Modi grew up saluting the national flag at the drop of a hat, leaving his classmates perplexed.
Modi grew up saluting the national flag at the drop of a hat, leaving his classmates perplexed.
(Photo Courtesy: Screenshot from YouTube)

A Double Dose of Deshbhakti

“Why do you salute the flag?” asks one of Bal Narendra’s classmates, “Why do you bend with folded hands in front of a temple?” retorts the young deshbhakt - thereby, making it clear right on top that for Mr Modi - the nation is as important (if not more) as his religious beliefs. “Jo desh ko chahte hain, woh aur kuch nahin chahte” - is the second line uttered by a young Oberoi as Modi, which again establishes his credentials as an unquestionable patriot, thereby giving him a free hand to do whatever else he does in the rest of the film.

As per the trailer, after roaming the mountains, valleys and jungles of India in his quest to becoming a sanyasi, Modi finally lands up in a RSS shakha, does his khaki shorts and saffron flags routine and then goes on to play a crucial role as an underground rebel disguised as a sardar, during Indira Gandhi’s Emergency rule.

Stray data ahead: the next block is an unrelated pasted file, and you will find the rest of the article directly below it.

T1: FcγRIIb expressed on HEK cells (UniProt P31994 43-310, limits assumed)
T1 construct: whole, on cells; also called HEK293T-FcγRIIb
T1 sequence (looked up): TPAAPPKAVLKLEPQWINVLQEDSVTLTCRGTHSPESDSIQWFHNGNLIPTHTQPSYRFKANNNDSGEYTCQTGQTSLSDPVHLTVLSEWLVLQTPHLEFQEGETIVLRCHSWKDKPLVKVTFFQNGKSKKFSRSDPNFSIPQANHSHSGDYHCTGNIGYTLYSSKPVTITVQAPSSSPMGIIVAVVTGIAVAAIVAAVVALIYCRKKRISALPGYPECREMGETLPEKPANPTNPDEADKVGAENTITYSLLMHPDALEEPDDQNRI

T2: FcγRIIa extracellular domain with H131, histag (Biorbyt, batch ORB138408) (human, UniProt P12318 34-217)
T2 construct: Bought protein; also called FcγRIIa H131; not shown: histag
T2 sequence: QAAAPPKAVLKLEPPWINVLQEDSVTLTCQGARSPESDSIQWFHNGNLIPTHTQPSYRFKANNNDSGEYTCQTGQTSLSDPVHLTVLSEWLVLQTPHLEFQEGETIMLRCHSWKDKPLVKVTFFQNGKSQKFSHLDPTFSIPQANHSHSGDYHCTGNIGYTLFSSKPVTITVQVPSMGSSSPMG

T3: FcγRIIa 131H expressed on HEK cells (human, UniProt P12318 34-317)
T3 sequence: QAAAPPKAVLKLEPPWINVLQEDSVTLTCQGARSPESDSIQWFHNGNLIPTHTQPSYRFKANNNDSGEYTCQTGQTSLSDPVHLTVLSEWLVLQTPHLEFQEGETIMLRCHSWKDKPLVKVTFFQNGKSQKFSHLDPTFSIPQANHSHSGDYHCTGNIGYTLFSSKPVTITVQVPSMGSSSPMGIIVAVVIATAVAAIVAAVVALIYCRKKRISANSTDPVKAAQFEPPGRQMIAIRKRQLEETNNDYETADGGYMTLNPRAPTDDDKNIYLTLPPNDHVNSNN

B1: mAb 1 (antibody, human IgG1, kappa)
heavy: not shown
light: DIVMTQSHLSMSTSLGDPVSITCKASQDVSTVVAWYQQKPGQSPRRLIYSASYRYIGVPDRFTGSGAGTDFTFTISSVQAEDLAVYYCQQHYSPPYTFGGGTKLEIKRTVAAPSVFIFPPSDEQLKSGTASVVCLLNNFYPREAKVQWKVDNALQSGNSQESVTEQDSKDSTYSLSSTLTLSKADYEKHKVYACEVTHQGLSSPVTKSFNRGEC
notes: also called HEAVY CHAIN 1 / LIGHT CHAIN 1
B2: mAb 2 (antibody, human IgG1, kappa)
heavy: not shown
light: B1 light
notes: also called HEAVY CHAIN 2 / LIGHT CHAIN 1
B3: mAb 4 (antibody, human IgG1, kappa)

As pointed out on social media, how does a young Modi who used to salute the tricolour at the drop of a hat as a child, grow up to join the RSS, which refused to unfurl the national flag for 52 long years? However, this is not the only “fact” in the film that needs some suspension of disbelief.
Modi disguised as a sardar during the Emergency period.
Modi disguised as a sardar during the Emergency period.
(Photo Courtesy: Screenshot from YouTube)

A Messiah Against Terrorism